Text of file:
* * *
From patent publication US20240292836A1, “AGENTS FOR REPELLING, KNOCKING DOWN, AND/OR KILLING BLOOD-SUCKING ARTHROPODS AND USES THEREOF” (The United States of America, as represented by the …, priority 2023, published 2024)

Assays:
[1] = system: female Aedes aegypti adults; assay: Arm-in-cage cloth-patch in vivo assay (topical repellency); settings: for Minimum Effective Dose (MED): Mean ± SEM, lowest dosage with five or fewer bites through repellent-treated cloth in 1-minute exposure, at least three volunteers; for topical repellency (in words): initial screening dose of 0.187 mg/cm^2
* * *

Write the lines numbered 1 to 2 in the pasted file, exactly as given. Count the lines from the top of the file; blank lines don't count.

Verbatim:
From patent publication US20240292836A1, “AGENTS FOR REPELLING, KNOCKING DOWN, AND/OR KILLING BLOOD-SUCKING ARTHROPODS AND USES THEREOF” (The United States of America, as represented by the …, priority 2023, published 2024)

Assays: